A few examples: runoff from sewage systems that overflow after a heavy storm; runoff from contaminant-laden sites like roads, pesticide and fertilizer-rich farms and lawns, and mining sites; wastes from huge animal feedlots; and industrial pollution that leaches into groundwater or is released into surface water. A high level of any of these contaminants in your water represents a failure of your city's "water treatment train" -- a series of steps your water is put through to filter and disinfect it before it is delivered to your tap. By extension, it also represents a failure by your government -- local, state and federal -- to protect your water supply and ensure that pure, safe and good-tasting water is supplied to your home. NRDC's study found that relatively few cities are in outright violation of national standards for contamination of drinking water, but this is more a result of weak standards than it is of low contaminant levels.

For example, cancer-causing arsenic is currently present in the drinking water of 22 million Americans at average levels of 5 ppb, well below a new EPA standard for arsenic of 10 ppb that will go into effect in 2006. Yet scientists now know that there is no safe level of arsenic in drinking water. (The EPA found that a standard of 3 ppb would have been feasible, but industry lobbying and concerns over treatment costs prevailed over public safety.) Many cities failed to meet the EPA's "level of concern" for various contaminants that are not yet regulated. Studies also yield another broad truth about the nation's drinking water "treatment trains": many cities show an increase in the frequency of periodic spikes in contaminant levels, indicating that the World War I-era plumbing and water treatment facilities still widely employed may be inadequate to handle contaminant spills or even the basic daily contaminant loads produced by our heavily industrialized, densely populated cities. And spikes above the EPA's standards generally don't trigger a violation; usually only an average level over the standard is considered a violation.

The bottom line is this: the tap water in some cities might pose health risks to vulnerable consumers -- people who have serious immune system problems, pregnant women, parents of infants, those with chronic illnesses and the elderly should consult with their health care providers about the safety of tap water. Your Right to Know What's in Your Tap Water. The first question that one would logically ask on reading the above is, "How do I find out what's in my water glass?" And according to U.S. law, every citizen is entitled to a straight answer. Every city is required to publish reports about the safety and quality of its drinking water system. The problem the study found, is that while some cities do a good job with their right-to-know reports, others publish information that is incomplete or misleading: Reports from Atlanta, Boston, Fresno, Houston, Newark, Phoenix, Seattle and Washington, D.C. included false, unqualified or misleading claims, or buried crucial information about problems deep in their reports; Reports from Newark, New Orleans and Phoenix included incorrect or misleading data -- or omitted it entirely; Nearly all cities in the study failed to report on health effects of most contaminants found in their water; Most of the cities studied failed to translate the reports into languages spoken by a large minority in their community.These right-to-know reports hold enormous promise. In addition to informing citizens about the state of their city's water system, they can also build support for investment and encourage citizens to participate in fixing local problems.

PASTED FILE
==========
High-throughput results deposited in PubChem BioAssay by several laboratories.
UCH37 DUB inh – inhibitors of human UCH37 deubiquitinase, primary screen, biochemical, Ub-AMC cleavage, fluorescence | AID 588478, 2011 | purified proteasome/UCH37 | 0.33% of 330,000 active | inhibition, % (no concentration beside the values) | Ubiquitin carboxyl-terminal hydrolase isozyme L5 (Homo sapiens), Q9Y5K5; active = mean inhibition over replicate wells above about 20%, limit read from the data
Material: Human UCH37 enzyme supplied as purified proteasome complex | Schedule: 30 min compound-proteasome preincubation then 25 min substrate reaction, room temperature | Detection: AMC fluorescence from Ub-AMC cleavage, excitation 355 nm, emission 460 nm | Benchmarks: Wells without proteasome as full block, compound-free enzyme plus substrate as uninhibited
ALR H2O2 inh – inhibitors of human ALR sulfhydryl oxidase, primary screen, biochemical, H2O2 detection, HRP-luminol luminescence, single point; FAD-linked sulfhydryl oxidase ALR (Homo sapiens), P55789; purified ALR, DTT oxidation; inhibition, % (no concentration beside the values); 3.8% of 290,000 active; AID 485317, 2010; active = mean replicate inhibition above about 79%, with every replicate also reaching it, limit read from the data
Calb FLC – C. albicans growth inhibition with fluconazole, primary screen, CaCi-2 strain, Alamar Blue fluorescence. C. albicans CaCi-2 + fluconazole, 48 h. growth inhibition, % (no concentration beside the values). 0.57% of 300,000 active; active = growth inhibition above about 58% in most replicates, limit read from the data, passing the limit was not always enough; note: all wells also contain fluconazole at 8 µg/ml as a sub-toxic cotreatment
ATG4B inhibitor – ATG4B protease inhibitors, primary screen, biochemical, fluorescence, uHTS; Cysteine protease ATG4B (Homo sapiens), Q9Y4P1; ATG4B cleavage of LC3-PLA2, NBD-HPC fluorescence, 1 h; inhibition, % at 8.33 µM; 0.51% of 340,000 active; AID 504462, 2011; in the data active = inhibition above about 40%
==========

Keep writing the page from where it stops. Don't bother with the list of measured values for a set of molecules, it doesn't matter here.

Protecting the Source.

The first line of defense in ensuring the safety and quality of drinking water is to ensure that water sources -- lakes, rivers, streams and aquifers (porous underground formations that hold water) -- are protected from pollution. And as indicated above, there are many ways that contaminants get into source water, among them:

Municipal sewage
Polluted runoff from stormwater or snowmelt in urban and suburban areas
Pesticides and fertilizers from agricultural fields
Animal waste from feedlots and farms
Industrial pollution from factories
Mining waste
Hazardous waste sites
Spills and leaks of petroleum products and industrial chemicals "Natural" contamination such as arsenic or radon that occurs in water as a result of leaching or release of the contaminant from rock.

To keep such contaminants out of tap water, a city's first step is identifying where pollution is coming from. Once these sources are known, the water utility, city planners and citizens of a municipality must work together to figure out how to reduce the threat of contamination. Land purchases often prove useful, allowing the water utility to establish a pollution-free zone around source waters. Utilities may also ban boating and other recreational activities on these waters, push for improved pollution controls, or protect wetlands (which replenish and purify source waters). Some cities are doing a fine job of protecting their drinking water supply. Seattle is doing an excellent job of protecting source water; Boston, San Francisco and Denver also get high marks.

But many other cities have a long way to go: Albuquerque's groundwater is becoming seriously depleted; Fresno's groundwater is highly susceptible to contamination; In Atlanta, Chicago, Detroit, Houston, Los Angeles, New Orleans, Newark, Philadelphia, Phoenix, San Diego and Washington, D.C., source water is threatened by runoff and industrial or sewage contamination; Water supplies in Baltimore, Fresno, Los Angeles, New Orleans, San Diego and several other cities are vulnerable to agricultural pollution containing nitrogen, pesticides or sediment; Denver's source water faces an additional challenge from debris from wildfires and sediments from floods; Manchester's problems apparently come from recreational boating activity in its reservoir.

An informed, involved public is a water utility's strongest ally in an effort to better protect its water supply. The report recommends that citizens urge legislators not to pull the plug on safe water supplies - to stop broad assault on Clean Water Act protections and inform Congress to act to strengthen the laws and contaminant standards we have in place to protect the purity and safety of our drinking water.

source:  link to www.freedrinkingwater.com